Where were you when I laid the foundation of the earth? …
When the morning stars sang in chorus, and all the sons of
God shouted for joy?
These are questions asked of the ancient character Job, finally breaking God’s silence and speaking into Job’s pain. I can read them as a harsh sting, as a silencing gavel to Job’s objections, akin to the response of an exasperated parent putting an end to a child’s endless questions with the trump card of sovereignty: Because I’m the parent, that’s why.
When I first watched Terrence Malick’s film The Tree of Life, which sets its opening frame with these same lines of God to Job, the familiar sting of God’s words greeted me. In fact, it shaped my entire understanding of the film and suspicion regarding Malick’s intentions behind it. In his Oscar nominated film, Malick juxtaposes grand images of the creation of the world beside the small story of a grieving family from Texas through flashbacks of their life together, glimpses of both the gentle and violent moments. With sweeping creation scenes of a massive and intricate universe interposed between these scenes of a small Texas town—a father’s rage at dinner, a son’s discovery of shame, a mother’s small gifts of grace—there seemed a great disconnect to me, so large that I saw a God who had to be removed and far off. The triviality of much of their lives—the triviality of my life—beside a God responsible for far greater deeds seemed so obvious in light of the massive work of creation, and God’s silencing gavel of authority merely seemed to confirm this. In these images it seemed preposterous to think that a God who could create the world and everything magnificent within it would simultaneously be concerned with details so inconsequential as a family fight, a society’s changing priorities, a brother’s complicated grief. I suspected Malick’s God was saying the very thing I left the theater dreading. Where were you when I laid the foundation of the earth? And who are you to question me at all?
It struck me as odd, then, when a friend of mine in the midst of grief herself had a completely different take on the film, and in fact left the theater encouraged. I was puzzled. I even went to see the film a second time, wondering if I missed something.
About a month later I was sitting with a professor who was talking about the creation of the world through the landscape of gardening. He was simply reading from the creation story, but as he read and commented on the story it was as if I was hearing it again for the first time. Genesis chapter 2, the account of creation that Christians and Jews hold as sacred text, says that God planted a garden in Eden to the east. Professor Wirzba then simply asked if we had ever heard a sermon about God, the gardener.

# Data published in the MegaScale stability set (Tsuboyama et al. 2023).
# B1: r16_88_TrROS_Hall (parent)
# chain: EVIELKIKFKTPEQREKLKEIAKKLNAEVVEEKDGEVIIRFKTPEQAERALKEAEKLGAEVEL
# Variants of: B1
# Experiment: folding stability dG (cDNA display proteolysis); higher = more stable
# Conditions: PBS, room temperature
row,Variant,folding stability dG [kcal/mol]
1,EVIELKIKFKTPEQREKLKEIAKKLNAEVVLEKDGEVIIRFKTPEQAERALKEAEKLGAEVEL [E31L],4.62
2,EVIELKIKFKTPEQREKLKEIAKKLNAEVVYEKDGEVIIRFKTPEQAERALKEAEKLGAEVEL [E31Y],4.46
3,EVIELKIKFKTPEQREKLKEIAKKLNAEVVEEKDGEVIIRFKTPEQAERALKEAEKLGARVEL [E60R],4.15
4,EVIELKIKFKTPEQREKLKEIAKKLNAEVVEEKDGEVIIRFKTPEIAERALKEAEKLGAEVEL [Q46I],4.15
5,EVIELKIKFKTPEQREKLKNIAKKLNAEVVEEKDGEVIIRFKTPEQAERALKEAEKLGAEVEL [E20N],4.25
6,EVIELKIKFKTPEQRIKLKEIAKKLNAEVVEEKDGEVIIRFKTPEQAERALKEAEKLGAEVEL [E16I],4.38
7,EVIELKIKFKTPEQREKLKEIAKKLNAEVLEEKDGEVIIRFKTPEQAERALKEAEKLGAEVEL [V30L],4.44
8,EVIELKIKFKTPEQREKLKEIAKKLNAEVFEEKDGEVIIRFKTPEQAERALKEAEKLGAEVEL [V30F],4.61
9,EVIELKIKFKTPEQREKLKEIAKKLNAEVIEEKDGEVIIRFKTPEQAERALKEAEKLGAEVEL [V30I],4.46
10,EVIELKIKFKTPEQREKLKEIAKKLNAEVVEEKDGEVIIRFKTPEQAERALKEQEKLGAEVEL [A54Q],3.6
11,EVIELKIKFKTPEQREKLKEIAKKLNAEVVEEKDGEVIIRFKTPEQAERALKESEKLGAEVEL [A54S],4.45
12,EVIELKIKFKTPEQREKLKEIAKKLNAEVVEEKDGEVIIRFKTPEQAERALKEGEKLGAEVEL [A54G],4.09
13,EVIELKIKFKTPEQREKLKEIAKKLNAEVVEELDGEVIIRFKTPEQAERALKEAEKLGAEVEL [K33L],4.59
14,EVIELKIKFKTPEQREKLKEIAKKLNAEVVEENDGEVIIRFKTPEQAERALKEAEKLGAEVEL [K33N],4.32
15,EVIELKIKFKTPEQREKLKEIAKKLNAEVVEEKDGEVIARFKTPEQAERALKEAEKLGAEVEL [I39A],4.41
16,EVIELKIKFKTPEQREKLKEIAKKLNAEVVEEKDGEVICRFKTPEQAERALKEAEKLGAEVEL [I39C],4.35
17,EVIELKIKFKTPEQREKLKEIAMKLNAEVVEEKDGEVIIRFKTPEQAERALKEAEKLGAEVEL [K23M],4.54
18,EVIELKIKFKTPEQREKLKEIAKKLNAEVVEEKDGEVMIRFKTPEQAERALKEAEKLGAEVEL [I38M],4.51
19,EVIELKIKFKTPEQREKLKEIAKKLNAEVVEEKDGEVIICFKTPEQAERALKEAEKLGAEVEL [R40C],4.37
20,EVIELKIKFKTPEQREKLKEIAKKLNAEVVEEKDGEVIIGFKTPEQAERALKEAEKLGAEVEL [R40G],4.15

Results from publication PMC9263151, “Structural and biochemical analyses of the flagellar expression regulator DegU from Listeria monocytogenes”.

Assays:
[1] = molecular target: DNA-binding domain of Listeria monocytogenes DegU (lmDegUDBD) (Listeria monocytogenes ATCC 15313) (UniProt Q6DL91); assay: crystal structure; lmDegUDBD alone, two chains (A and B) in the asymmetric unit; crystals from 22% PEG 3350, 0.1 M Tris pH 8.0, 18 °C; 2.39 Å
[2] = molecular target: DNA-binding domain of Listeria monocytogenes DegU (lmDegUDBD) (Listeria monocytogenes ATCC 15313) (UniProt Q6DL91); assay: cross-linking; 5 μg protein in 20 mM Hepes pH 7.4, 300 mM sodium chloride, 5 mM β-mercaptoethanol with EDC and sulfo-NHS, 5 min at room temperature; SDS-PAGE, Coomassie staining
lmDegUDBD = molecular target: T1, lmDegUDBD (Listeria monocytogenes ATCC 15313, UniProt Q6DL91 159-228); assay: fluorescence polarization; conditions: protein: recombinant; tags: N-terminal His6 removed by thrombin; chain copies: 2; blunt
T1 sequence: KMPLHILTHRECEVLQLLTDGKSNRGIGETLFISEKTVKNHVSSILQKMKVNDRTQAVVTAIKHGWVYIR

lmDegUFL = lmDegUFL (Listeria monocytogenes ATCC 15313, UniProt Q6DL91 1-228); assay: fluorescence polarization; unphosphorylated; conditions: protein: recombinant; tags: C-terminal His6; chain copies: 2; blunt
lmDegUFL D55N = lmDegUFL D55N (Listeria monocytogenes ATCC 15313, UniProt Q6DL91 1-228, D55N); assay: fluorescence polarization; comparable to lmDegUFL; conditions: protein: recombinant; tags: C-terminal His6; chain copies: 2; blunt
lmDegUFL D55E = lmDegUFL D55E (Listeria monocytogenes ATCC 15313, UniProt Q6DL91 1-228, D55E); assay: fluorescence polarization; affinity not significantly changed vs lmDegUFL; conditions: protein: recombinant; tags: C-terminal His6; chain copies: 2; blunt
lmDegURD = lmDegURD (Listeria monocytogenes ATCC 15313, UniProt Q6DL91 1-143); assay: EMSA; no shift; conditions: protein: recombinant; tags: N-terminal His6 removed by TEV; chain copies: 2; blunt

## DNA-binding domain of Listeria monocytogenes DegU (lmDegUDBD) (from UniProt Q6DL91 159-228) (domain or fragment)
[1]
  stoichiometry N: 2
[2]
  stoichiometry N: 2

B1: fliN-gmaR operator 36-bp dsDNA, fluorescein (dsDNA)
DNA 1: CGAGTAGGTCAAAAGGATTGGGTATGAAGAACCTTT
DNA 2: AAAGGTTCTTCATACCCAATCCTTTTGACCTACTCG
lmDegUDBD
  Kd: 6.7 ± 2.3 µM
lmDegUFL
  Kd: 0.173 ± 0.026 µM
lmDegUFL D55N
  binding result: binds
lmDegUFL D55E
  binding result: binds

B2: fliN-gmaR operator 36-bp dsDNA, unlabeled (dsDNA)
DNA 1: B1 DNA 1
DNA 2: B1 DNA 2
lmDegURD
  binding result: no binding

In fact, I have not. Nor have I ever considered what such an identity of God might mean to me or to the world around me. Yet here is one of the first passages in the Bible where we are introduced to who God is—and God is not a warrior or a judge or a sovereign, but first a gardener, a nurturer of all life, protector and planter, a designer, keeper, and pruner concerned with life’s flourishing. My own experiences with gardening remind me of an entirely different set of emotions and dispositions than I typically consider God having—delight in dirty hands and my own investment into the life I’ve planted, the thrill of fruit, the gentle attention to life, the compilation and cooperation with so many different factors—wind and rain, sun and predators. Significantly, the language of God as gardener at creation’s beginning can be traced throughout the Old Testament, in the psalms and in the prophets. And stirringly, the place of the tomb and resurrection is also described as a garden, and Jesus himself is mistaken as the gardener on that creative morning.
I share these two seemingly unconnected encounters to suggest that our imagining of God is often a complicated collection of stories, images, memories, and emotions, some of which may well be more accurate—or heightened in our minds for whatever reason—than others. I have always read God’s response to Job’s pain and questions with the sting of an angry or weary parent. But what if it is a cry of a gardener wanting Job to see a far more creative process of care? What if these words aren’t said angrily, but with gentle lament for the created world in the life of even one wilting soul? What if these words respond to both the vast pain of creation where it’s gone awry and the vast beauty of creation where it remains a wonder of good? Such a reading of the world’s creation and the gardener behind it stirs, in me at least, a response more akin to that of the man after God’s own heart:
When I survey this vast world, the work of your fingers, the moon and the stars and all that you have established, what are mortals that you are mindful of them, human beings in whatever state of despair or joy or smallness that you still care for them?
Magnificent and intimate, powerful and gentle, God as gardener, whose deepest concern is life’s flourishing, makes no clearer a case for this than in Easter’s undoing of death and the vicarious humanity of the resurrected Son.
Jill Carattini is managing editor of A Slice of Infinity at Ravi Zacharias International Ministries in Atlanta, Georgia.